Kamloops rescue dog Ruby remembered after dying from cancer
This is a Facebook photo of Mike Ritcey and his dog Ruby. The pair volunteered with the Kamloops Search and Rescue up until Ruby died this month due to cancer. (Facebook)
A rescue dog with a Kamloops search-and-rescue team has died after a battle with cancer.
Ruby, a two-year-old Yellow Lab who volunteered with Kamloops Search and Rescue, died on May 6 after being diagnosed with a rare and aggressive form of cancer last month. Her owner, Mike Ritcey, had noticed a lump on her side and took her the vet to be examined.
"A bad deal for sure," Ritcey said over the phone on Tuesday. "It was devastating, actually. A dog is part of your life."
Search-and-rescue dogs must undergo about two years of training and tests with the RCMP before they are validated to work with SAR groups. Ruby had just been validated and was set to start as a full-fledged SAR dog.
"There are not many validated dogs in the province," he noted. "It's like a kid, you figure they will be a rock star."
The cancer diagnosis was shock, he said, noting it's rarely found in young dogs.
KSAR manager Alan Hobler said the news caught everyone by surprise.
"He was a little puzzled and took some tests, did some research and turned out, she only had, I think, two to three weeks left," he said by phone.
Monday evening, Ritcey's friends and colleagues surprised him with a plaque.
"The dog community has been so supportive," he said, before admitting the moment stirred his emotions. "Definitely a few memories spilled down my cheeks. All good memories."
At the time of Ruby's death, KSAR had been actively searching for fire chief Clayton Cassidy when he disappeared after checking flood water levels in Cache Creek on May 5.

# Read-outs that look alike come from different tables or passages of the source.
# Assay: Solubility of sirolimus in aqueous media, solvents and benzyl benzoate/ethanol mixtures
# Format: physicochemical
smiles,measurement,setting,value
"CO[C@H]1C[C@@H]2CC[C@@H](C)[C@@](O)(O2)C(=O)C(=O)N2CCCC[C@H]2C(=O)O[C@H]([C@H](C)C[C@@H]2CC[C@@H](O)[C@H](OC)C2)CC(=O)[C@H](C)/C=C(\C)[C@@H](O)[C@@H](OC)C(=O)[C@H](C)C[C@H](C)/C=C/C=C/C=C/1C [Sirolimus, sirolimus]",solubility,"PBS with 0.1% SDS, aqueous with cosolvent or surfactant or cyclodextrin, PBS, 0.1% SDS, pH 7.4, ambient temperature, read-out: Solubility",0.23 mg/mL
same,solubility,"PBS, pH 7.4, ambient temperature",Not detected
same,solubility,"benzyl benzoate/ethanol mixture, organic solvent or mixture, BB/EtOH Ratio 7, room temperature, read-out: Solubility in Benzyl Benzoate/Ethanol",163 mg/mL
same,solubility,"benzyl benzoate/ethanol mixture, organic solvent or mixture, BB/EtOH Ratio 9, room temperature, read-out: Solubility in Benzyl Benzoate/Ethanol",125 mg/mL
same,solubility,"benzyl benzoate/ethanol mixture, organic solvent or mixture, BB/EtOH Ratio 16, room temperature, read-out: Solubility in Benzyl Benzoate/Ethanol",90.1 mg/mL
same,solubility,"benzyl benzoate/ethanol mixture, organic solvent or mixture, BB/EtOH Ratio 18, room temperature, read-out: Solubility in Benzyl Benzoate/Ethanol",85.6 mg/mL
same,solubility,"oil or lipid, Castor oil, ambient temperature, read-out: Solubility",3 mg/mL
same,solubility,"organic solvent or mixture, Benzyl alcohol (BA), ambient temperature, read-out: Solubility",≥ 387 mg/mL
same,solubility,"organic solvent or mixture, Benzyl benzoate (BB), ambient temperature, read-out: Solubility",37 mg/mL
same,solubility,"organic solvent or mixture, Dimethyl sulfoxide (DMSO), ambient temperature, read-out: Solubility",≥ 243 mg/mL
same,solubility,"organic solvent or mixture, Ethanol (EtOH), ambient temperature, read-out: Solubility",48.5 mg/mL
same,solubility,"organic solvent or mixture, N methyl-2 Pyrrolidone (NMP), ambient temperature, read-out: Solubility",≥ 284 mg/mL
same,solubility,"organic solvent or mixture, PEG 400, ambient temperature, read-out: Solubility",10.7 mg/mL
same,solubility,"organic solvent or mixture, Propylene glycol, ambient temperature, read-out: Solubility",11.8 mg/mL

Ritcey spent five days helping with the search — but without Ruby. He accompanied SAR colleague Michelle Liebe and her dog, manning the radio.
"We usually work in teams of two," he said. "I'll be able to help."
Hobler said Ritcey has been volunteering with KSAR for more than three decades.
"He's always had a dog so usually he starts training a dog before he has to retire one," said Hobler, noting Ritcey's other dog Juno is set to retire next month.
"He's really humble about it. He doesn't like to boast but definitely, Mike is one of our most dedicated, if not our most dedicated and definitely our longest volunteer on the team."
"It’s pretty amazing. Those dogs are dedicated to the task. All of us search-and-rescue volunteers — it’s a hobby that we do but for the dogs, it’s their life from the time they’re a puppy," said Hobler. "They’re dedicated to being a SAR dog and their life is different than a house pet would be."
Hobler said Ritcey is now searching for a new puppy or an already trained search dog who might be needing a new owner.
"I'll be without a dog for a year," Ritcey figured.
— with a file from Patrick Johnston